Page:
Li Yongwei, a Yulin resident, told the AFP news agency that dog was the same as any other meat. “You shouldn’t force people to make choices they don’t want to make, the way you wouldn’t force someone to be a Christian or a Buddhist or a Muslim,” he said. “The festival will go on. Young people, old people, even babies are all eating dog meat. It’s tradition,” said another resident.

Popular across Asia

Dog meat remains a popular dish in other Asian countries such as Vietnam where it is considered to be an aphrodisiac. Over the past few years, an illegal dog meat trade has flourished across Asia worth millions of dollars, which critics say is unnecessarily cruel and carries a rising risk to public health. According to estimates, 30 million dogs are eaten every year across Asia.

Source: www.dw.com

Pet hotel takes in homeless people’s dogs

Pet hotel takes in homeless people’s dogs

As the province and the world battles the coronavirus outbreak, homeless people are being left with even less to keep themselves afloat.

For many spending their days on the streets, dogs are a source of happiness that they go out of their way to provide for. Amid the outbreak they have had to abandon their pets as they are not allowed at lockdown shelters.

Local pet hotel, AtFrits is making sure the treasured animals of Cape Town’s homeless are not alone.

“With the Cape Town Pet Upliftment Project (CTPUP), AtFrits will also care for the animals of the homeless that were a part of our joint initiative with the Cape of Good Hope SPCA, Identipet and de Waal Park. All these dogs are up to date with their vaccinations, are micro chipped and also sterilised, thanks to the support of you, the Cape Town Community. The homeless will receive shelter at the specific shelters and AtFrits will care for their four legged friends who will not be granted access to these shelters,” said Yanic Klue, owner of AtFrits Pet Hotel.

Since the lockdown, many residents have been concerned about the pets of homeless people and AtFrits has come to the rescue. Even before the lockdown their joint initiative with Cape of Good Hope SPCA and Identipet has been giving homeless animal-owners hope.

Pet-owners can now paw it forward by purchasing a voucher at AtFrits for a disadvantaged person on the last Saturday of every month. The voucher can be redeemed at the SPCA mobile unit in De Waal Park. This initiative aims to have all of the homeless dogs in Cape Town chipped, vaccinated and cared for.

During the lockdown, AtFrits will also act as a foster home for NGOs who are effected by the lockdown.

“We aren’t doing this for PR, we truly care about the animals and want to see that they are looked after,” says Klue.

City of Cape Town ward councilor, Brandon Golding says the hotel’s help is greatly appreciated at this time.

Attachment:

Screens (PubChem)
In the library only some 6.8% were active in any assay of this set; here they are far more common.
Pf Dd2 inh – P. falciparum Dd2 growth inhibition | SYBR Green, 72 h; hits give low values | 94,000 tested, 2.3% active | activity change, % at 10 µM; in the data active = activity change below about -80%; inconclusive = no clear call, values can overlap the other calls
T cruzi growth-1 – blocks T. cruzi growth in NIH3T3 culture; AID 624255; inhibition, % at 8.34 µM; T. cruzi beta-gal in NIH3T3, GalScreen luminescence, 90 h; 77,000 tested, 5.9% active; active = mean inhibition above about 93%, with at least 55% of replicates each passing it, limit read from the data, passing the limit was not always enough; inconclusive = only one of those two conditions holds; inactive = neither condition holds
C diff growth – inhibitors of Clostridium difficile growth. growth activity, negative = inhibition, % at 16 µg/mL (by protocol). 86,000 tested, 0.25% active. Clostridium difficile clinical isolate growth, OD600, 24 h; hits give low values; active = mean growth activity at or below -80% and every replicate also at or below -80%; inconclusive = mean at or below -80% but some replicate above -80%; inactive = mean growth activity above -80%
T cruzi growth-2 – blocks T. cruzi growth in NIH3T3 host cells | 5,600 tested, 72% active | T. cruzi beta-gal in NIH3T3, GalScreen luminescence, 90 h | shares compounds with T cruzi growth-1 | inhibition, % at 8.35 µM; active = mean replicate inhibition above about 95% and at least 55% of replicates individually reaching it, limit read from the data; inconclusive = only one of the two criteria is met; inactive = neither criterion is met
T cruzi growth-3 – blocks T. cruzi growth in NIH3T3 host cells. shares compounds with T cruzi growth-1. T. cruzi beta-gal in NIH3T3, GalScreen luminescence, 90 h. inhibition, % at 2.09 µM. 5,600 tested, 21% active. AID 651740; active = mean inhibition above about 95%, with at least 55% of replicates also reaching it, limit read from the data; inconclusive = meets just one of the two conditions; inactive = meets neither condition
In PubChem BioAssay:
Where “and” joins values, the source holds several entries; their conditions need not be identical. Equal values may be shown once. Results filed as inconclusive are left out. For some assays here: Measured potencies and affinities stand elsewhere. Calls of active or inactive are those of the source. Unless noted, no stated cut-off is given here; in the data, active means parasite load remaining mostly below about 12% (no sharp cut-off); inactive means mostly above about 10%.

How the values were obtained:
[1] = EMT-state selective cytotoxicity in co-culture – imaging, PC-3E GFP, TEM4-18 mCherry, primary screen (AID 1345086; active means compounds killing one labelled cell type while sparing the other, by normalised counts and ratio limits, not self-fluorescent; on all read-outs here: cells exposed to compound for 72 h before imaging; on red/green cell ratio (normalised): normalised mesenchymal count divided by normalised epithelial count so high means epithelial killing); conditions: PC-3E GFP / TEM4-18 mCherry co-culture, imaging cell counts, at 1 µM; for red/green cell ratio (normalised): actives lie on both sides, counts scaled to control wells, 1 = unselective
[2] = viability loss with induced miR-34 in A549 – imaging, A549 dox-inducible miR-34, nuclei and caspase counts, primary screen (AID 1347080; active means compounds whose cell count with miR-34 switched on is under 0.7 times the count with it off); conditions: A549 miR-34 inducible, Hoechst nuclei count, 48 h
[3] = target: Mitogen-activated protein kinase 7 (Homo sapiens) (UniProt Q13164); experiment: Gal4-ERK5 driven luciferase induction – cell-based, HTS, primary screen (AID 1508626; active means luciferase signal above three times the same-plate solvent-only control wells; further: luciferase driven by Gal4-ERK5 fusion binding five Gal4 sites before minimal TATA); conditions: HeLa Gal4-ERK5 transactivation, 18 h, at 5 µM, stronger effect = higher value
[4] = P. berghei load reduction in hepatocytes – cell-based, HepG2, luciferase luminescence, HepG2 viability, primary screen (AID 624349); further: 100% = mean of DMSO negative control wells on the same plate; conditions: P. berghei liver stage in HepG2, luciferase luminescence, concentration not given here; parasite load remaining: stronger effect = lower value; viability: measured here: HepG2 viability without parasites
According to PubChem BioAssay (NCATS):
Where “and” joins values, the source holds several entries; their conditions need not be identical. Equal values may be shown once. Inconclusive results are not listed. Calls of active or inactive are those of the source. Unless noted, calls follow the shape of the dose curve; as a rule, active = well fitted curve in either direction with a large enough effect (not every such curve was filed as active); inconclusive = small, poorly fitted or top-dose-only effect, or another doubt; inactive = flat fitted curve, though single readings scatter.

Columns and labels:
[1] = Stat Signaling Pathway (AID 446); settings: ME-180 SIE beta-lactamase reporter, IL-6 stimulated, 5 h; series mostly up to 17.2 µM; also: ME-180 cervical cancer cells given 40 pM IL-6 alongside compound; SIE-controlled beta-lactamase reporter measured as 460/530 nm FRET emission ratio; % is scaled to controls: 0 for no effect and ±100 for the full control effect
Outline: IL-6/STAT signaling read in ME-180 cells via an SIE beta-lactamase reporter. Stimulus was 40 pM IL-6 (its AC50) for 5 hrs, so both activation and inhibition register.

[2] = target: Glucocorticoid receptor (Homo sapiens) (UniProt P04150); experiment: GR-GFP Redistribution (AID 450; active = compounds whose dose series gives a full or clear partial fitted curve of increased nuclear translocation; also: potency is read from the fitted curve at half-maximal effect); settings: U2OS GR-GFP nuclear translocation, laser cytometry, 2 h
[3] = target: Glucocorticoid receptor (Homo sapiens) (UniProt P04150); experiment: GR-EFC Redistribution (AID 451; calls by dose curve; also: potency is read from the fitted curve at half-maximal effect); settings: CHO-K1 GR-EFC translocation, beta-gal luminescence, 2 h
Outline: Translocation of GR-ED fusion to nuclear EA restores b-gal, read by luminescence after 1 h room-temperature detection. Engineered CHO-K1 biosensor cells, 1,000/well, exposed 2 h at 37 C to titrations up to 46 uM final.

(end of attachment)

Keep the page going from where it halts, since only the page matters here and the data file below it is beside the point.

“I would like to thank Yanic and her staff for their great contribution during this time. Today, the first pets were dropped at the atFrits Hotel during the initial relocations. More will follow in the coming days. Please note that AtFrits are doing this at their own cost,” said Golding.

As the lockdown continues, Capetonians can take comfort in the fact that no dog will go without while AtFrits continues their efforts.

Source: Cape{town}etc

Can I transmit Covid-19 to my cat?

Can I transmit Covid-19 to my cat

Here is what we know so far: 

The COVID-19 pandemic presents us all with unprecedented challenges; and local, regional, and national governments are taking steps to slow its spread as researchers investigate ways to prevent and treat infections.

Many cat owners have asked us about the possibility of transmitting this virus to their cats, and whether their cats could potentially infect people.  Here is some information to help you stay informed, vigilant, and safe.

As we continue to learn more, it’s important to note that since cats and dogs are mammals, the possibility of human-to-cat transmission, and vice versa, does technically exist.

For this reason, anyone diagnosed with COVID-19 should limit their contact with their pets, and wash their hands before and after interacting with them, which includes cleaning their litter boxes.

If you notice your pet experiencing respiratory illness or fever, we recommend (out of an abundance of caution) to quarantine them, wash your hands carefully before and after handling them, and contact a veterinarian immediately to consult about best next steps.

It is very important that cat owners understand that the current situation warrants caution, but that they should not seek COVID-19 testing for their cats, given the shortage of tests available for humans. It’s also important to point out that currently available information suggests that if precautions are taken, the likelihood of cats becoming infected and of them serving as a source of COVID-19 infection is believed to be very low.

Some trusted resources for additional information can be found here:

Source: Cornell University – Cornell Feline Health Center

 

6 questions pet owners are asking during the COVID-19 pandemic